Ask Your Question
0

How to change home directory location to be on HDD drive when system is installed on SSD?

asked 2014-07-10 03:32:57 -0600

Fedorian123 gravatar image

updated 2014-09-28 23:48:00 -0600

mether gravatar image

Hi, I installed Fedora 20 on SSD, and i want the home directory to be on the HDD that is also installed on the computer because i eared that SSD gets weared when writing to it.

Is ti possible to move home directory to a different drive?

edit retag flag offensive close merge delete

Comments

@Fedorian123 - I'm pretty sure a reinstall would be easiest.

abadrinath gravatar imageabadrinath ( 2014-07-10 04:21:02 -0600 )edit

2 Answers

Sort by ยป oldest newest most voted
2

answered 2014-07-10 04:23:07 -0600

cobra gravatar image

updated 2014-07-10 07:47:16 -0600

Yes, it's possible. The filesystem mount points are defined in the file `/etc/fstab'. Here's the process:

  1. Create the filesystem on the hard disk
  2. Log everyone off your system, drop to single user mode if necessary
  3. Log into a text console as the root user
  4. Temporarily mount your new disk to somewhere where you can write to it... mount /dev/sdb0 /mnt. Of course, you need to use the right disk id, I've suggested /dev/sdb0, but yours is likely be different.
  5. Copy all the files from your current home directory to the new one with cp -a /home/* /mnt
  6. Edit your /etc/fstab and add an entry that looks a bit like /dev/sd0 /home ext4 defaults,noatime 0 0, this line needs to be like the others in this file, check the man page for fstab with man fstab to help and guide you if you can't work it out.
  7. Reboot and try to log-in as a user

Once this is working, you can delete the old home directory data from your SSD by:

  1. Log in as root and comment out your new line in `/etc/fstab', then reboot to ensure the new filesystem is not mounted and nobody is using it
  2. Log in to the text console as root and delete the contents of the /home directory with rm -r /home/*. This should ask for confirmation of every file you remove, you can use rm -fr /home/* if you want to shortcut that. Take extra care here, though, you're deleting files with a wildcard and that's normally a bad idea.
  3. Edit `/etc/fstab' and re-enable your new line
  4. Reboot and use your system normally.

Enjoy your new home directory.

edit flag offensive delete link more
1

answered 2014-07-10 04:48:41 -0600

NickTux gravatar image

updated 2014-07-10 10:48:06 -0600

Yes it is possible, although the procedure is not recommended for novice users. You have to be very careful, because you might end without a home directory, equals to "I cannot login".

Also, inside the home directory, lots of programs store their configuration files. By moving those files to HDD might reduce the performance of those programs.

Better would be just to move Downloads / Pictures / Videos / Music ... etc folders at HDD , and create symbolic links (symlinks) to those folders on SSD.

You can do it graphical, right click cut and paste to HDD. Then right click and "make a link" , and move the link to SSD.

If you insist to move the whole home directory from SSD to HDD,

I will give instructions on how to move the whole /home/ directory to another Hard Disk after installation. You have to know that this procedure will move any other user's home directory that is listed under /home/ . Give this command to list them all ls /home/ . We will work through the terminal.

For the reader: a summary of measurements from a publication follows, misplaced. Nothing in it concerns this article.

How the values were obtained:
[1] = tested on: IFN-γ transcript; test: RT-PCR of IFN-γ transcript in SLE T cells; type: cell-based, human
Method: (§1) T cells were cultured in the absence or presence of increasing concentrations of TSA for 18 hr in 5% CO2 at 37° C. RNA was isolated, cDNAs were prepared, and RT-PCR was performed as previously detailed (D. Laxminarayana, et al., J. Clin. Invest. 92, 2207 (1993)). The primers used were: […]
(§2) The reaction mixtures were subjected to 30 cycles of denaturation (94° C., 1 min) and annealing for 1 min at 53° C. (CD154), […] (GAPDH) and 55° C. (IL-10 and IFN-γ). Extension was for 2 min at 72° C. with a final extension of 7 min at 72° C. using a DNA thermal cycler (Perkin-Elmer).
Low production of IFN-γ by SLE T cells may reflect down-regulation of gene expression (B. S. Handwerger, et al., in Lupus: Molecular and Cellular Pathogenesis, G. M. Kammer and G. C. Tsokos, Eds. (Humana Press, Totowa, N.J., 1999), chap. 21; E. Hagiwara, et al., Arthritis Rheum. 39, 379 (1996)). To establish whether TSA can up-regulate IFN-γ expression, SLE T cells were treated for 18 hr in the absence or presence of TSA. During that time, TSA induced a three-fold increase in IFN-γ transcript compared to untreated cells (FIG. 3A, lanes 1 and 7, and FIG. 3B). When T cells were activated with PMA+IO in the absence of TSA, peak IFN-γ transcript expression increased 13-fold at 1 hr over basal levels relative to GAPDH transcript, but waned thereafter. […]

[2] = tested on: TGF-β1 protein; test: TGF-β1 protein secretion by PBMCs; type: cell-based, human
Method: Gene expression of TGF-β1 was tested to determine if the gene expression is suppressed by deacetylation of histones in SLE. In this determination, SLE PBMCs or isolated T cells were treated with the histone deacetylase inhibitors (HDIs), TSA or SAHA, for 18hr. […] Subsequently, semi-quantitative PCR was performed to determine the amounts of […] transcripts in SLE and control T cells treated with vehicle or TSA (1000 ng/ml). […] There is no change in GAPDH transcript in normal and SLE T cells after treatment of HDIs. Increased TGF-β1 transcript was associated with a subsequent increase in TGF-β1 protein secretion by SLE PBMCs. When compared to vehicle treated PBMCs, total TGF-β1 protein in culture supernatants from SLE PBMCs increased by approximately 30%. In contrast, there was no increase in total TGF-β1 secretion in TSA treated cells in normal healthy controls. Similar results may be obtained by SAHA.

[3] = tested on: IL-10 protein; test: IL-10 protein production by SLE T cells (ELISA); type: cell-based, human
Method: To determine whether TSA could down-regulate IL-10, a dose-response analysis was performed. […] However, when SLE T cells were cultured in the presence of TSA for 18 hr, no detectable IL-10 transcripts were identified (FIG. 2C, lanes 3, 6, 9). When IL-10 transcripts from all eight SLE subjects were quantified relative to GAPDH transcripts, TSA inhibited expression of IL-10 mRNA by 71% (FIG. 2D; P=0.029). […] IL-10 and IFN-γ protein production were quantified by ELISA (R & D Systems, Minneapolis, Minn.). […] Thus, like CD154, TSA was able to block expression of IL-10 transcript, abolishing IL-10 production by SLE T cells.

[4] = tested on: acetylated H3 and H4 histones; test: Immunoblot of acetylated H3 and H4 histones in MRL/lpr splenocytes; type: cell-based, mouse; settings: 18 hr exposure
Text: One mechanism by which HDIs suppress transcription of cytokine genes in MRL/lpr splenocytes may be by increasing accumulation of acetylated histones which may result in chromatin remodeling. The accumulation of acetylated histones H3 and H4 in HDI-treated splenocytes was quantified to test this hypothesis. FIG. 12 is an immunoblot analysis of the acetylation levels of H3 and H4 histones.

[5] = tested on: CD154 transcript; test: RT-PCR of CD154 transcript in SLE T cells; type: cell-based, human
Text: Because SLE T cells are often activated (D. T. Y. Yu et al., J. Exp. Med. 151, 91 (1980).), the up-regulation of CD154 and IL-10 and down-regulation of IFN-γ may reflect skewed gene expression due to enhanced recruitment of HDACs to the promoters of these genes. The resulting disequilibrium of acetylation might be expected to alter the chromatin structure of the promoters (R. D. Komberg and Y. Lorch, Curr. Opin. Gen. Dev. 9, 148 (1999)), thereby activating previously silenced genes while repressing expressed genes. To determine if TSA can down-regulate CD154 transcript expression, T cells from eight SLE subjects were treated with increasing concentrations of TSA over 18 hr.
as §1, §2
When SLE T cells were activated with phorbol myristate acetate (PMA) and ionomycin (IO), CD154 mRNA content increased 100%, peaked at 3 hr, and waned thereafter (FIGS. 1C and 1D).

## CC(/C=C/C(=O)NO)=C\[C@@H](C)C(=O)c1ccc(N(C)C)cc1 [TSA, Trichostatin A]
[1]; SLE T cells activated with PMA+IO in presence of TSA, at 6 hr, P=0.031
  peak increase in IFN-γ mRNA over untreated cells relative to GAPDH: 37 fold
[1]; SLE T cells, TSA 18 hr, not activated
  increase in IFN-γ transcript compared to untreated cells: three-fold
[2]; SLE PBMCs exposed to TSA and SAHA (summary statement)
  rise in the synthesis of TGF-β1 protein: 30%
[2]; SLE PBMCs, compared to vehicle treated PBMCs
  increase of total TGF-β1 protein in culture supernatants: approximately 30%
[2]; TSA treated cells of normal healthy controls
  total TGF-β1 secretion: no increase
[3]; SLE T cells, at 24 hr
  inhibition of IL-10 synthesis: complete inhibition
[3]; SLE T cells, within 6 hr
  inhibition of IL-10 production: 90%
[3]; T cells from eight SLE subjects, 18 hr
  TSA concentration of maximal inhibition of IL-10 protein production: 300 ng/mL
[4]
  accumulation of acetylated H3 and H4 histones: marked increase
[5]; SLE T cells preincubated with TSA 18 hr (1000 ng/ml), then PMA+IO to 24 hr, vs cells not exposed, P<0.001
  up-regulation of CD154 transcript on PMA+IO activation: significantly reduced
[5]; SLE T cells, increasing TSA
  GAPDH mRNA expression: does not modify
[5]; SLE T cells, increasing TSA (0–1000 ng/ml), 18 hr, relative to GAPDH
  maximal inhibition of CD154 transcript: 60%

In short, the procedure is as follows:

  • Create another partition, format the partition to a Linux filesystem (ext4 preferred)
  • Create the /home/ directory
  • Copy (rsync) the old /home/ contents to the new /home/
  • Edit the /etc/fstab file
  • Backup the old home, test the new one
  • Remove the old home

More Analytical

Create another partition, format the partition to a Linux filesystem (ext4 preferred)

Install gparted . This tool will help you to create the new partition, where you will create the new /home directory.

Open gparted (needs root privileges) and create a new partition. You decide the size(the size of course should be equal of greater than the old /home/), but format the partition to ext4 filesystem.

image description

Create the new /home/ directory

Mount the new partition (we assume here is /dev/sda3) under /mnt and create the new /home/ directory

sudo mount /dev/sda3 /mnt 
sudo mkdir /mnt/home/

Copy (rsync) the old /home/ contents to the new /home/

sudo rsync -aAXv /home/* /mnt/home/

Edit the /etc/fstab file

Now, this is a very important step. Here you have to find the UUID of the new /home and add an entry to /etc/fstab/ file. If the entry is wrong, you will end up without a /home/ directory, thus "I cannot login anymore".

Find the UUID of /dev/sda3

sudo blkid /dev/sda3

copy the alphanumerical entry , without the quotes and open /etc/fstab file (as root) and create an entry there.

sudo gedit /etc/fstab

The entry should be

UUID=THE-NUMBER-HERE    /home    ext4    relatime,data=ordered,defaults    0    2

If you have already an entry for /home (the old home/) then comment the entry (do not delete it) . Place the hash mark # at the very beginning of the line.

proofread, and save the file.

Backup the old home, test the new one

Let's make a backup of the old home (just in any case) and test the new one.

sudo mv /home /old_home/ 
sudo ...
(more)
edit flag offensive delete link more

Question Tools

1 follower

Stats

Asked: 2014-07-10 03:32:57 -0600

Seen: 14,766 times

Last updated: Jul 10 '14